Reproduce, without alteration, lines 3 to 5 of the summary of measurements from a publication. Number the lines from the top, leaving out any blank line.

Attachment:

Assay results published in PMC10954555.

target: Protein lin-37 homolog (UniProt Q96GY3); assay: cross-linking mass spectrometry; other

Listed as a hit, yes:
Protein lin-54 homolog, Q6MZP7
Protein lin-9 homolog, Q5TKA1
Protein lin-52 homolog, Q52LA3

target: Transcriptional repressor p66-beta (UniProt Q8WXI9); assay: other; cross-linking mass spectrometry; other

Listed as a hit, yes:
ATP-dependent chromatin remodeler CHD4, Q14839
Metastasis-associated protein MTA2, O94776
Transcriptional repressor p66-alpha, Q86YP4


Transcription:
Listed as a hit, yes:
Protein lin-54 homolog, Q6MZP7
Protein lin-9 homolog, Q5TKA1